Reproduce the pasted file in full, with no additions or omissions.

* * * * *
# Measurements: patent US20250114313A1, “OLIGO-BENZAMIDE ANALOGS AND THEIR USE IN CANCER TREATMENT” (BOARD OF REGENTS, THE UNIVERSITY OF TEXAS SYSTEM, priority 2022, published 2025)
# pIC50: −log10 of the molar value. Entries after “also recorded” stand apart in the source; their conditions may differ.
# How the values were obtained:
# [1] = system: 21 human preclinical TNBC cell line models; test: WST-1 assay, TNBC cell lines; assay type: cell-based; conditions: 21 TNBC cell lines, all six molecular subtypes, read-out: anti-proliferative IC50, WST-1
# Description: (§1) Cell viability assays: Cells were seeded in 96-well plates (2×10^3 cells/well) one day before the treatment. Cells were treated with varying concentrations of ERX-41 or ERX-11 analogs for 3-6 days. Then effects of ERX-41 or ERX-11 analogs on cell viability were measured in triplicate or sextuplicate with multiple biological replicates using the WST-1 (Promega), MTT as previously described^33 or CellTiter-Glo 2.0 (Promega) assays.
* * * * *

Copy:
# Measurements: patent US20250114313A1, “OLIGO-BENZAMIDE ANALOGS AND THEIR USE IN CANCER TREATMENT” (BOARD OF REGENTS, THE UNIVERSITY OF TEXAS SYSTEM, priority 2022, published 2025)
# pIC50: −log10 of the molar value. Entries after “also recorded” stand apart in the source; their conditions may differ.
# How the values were obtained:
# [1] = system: 21 human preclinical TNBC cell line models; test: WST-1 assay, TNBC cell lines; assay type: cell-based; conditions: 21 TNBC cell lines, all six molecular subtypes, read-out: anti-proliferative IC50, WST-1
# Description: (§1) Cell viability assays: Cells were seeded in 96-well plates (2×10^3 cells/well) one day before the treatment. Cells were treated with varying concentrations of ERX-41 or ERX-11 analogs for 3-6 days. Then effects of ERX-41 or ERX-11 analogs on cell viability were measured in triplicate or sextuplicate with multiple biological replicates using the WST-1 (Promega), MTT as previously described^33 or CellTiter-Glo 2.0 (Promega) assays.